Title:
DRAWING-TO-TAPE PROGRAMER WITH PHOTOELECTRIC SCAN POSITION ENCODING
United States Patent 3567950


Abstract:
Apparatus for translating position coordinates of points on a multidimensional display into binary information for recording in form suitable for use with numerical control equipment. More specifically, a drawing-to-tape programmer is described comprising a scanning assembly movable along orthogonally related coordinate axes into registration with each point to be recorded, the position coordinates of that point being encoded by photoelectric sensor arrays movable with the scanning assembly along binary coding scales each paralleling one of the coordinate axes and apertured to pass light to the associated photosensor array in a coded pattern providing unambiguous indication of the position coordinate along that axis. Rack and detent members with the rack teeth spaced correspondingly to the coding scale aperture spacing are provided for assuring alignment of the photosensor array with those coding scale apertures nearest to correspondence with the point to be translated, then locking the scanning assembly against further movement along that coordinate axis until read-out is completed. Means also are provided for marking each point as read, for preventing repeat of read-out, and for limiting read-out information, to the minimum essential to define position coordinates newly changed.



Inventors:
MEYER HEINRICH
Application Number:
04/852699
Publication Date:
03/02/1971
Filing Date:
08/25/1969
Assignee:
GENERAL ELECTRIC CO.
Primary Class:
Other Classes:
33/1M, 178/18.09
International Classes:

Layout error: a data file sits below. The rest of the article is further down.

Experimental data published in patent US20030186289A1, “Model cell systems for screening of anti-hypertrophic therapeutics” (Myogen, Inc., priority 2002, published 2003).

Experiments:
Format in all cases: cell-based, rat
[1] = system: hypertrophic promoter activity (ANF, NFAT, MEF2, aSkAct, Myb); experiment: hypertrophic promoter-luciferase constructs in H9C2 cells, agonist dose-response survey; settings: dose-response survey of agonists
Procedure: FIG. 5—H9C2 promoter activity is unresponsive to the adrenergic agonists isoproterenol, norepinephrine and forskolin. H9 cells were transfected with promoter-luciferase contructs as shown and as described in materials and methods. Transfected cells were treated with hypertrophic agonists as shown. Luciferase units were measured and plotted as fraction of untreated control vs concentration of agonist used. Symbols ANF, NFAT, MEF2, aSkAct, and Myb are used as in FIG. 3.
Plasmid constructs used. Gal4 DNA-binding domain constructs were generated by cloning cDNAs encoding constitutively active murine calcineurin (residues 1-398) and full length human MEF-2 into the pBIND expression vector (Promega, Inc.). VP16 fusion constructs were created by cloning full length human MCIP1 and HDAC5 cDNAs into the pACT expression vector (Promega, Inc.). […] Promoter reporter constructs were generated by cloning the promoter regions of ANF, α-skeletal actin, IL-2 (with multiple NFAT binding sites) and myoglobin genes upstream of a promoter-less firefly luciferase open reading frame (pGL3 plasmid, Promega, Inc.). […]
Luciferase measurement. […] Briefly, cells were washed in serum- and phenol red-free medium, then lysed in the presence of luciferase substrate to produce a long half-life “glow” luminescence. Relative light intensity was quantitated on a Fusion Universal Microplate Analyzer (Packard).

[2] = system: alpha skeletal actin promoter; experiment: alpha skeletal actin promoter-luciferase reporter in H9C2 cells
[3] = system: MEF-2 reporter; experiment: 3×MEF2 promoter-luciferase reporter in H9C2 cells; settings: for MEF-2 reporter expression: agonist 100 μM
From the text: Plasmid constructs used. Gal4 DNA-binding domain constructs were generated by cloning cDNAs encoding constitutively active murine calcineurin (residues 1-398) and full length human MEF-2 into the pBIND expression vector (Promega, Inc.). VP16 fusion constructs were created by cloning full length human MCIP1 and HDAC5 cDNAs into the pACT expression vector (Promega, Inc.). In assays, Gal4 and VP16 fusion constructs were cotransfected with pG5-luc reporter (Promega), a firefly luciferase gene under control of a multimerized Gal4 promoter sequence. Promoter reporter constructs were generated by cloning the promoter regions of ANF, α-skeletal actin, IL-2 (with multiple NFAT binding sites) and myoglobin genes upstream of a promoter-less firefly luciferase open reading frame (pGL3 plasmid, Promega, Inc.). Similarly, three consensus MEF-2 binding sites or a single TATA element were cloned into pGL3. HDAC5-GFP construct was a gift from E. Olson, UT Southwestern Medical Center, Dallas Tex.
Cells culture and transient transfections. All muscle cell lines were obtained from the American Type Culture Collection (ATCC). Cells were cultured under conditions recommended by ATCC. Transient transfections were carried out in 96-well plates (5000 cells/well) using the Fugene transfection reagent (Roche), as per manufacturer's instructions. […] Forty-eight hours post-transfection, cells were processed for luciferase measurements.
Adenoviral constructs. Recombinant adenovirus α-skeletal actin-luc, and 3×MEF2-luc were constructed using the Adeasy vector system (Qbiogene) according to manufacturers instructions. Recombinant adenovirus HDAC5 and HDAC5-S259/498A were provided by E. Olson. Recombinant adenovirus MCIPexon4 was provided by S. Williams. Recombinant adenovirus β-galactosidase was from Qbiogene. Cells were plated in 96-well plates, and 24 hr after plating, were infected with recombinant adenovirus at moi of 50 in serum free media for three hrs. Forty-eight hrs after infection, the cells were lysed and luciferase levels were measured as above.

G05B19/42; (IPC1-7): G08C9/06; G01N21/30
Field of Search:
250/219 (IA)
View Patent Images:



Primary Examiner:
Stolwein, Walter
Claims:
I claim

1. Apparatus for sensing position and translating position coordinates of points on a multidimensional display into digital information, comprising:

2. Apparatus as defined in claim 1 further including means operative under control of said switch means to disable said readout means against readout of position coordinates except those on coordinate axes along which scanning assembly movement has been enabled by disengagement of said detent and rack members since the preceding readout.

3. Apparatus as defined in claim 1 further including means operative under control of said readout means to disable said detent actuating means during readout.

4. Apparatus for translating points on a two-coordinate graphic display into binary information, comprising:

5. Apparatus as defined in claim 4 wherein said operator controlled means comprise solenoid means operative when energized to disengage said detent from said rack member and spring loading means operative to return said detent into engagement with said rack member upon deenergization of said solenoid means, and wherein said control means comprises switch means coupled to said detent member and tripped thereby except when in fully meshed relation with said rack member.

Description:
BACKGROUND OF THE INVENTION

This invention relates to apparatus for translating position coordinates of points on grid-plotted multidimensional displays into binary information and recording the information in form suitable for use in digital computation or numerical control apparatus, and more specifically is directed to a drawing-to-tape programmer for deriving ld digitally coded programming information from analogue drawings for use in control of point-to-point operating machines.

Still more specifically, the present invention relates to drawing-to-tape programmers of the general kind disclosed in U.S. Pat. No. 3,022,501 -- Seigle and U.S. Pat. No. 3,394,291 -- Hill, both assigned to the assignee of the present application, and has as its principal objective the provision of drawing-to-tape programmers which, for many applications, offer advantages over these and other prior programmers particularly with respect to simplicity of structure, economy and facility of use. Additionally, the programmer of this invention affords significant cost advantages attributable in large part to the adaptability of the programmer to addition to commercially available drafting tables of comparatively low cost.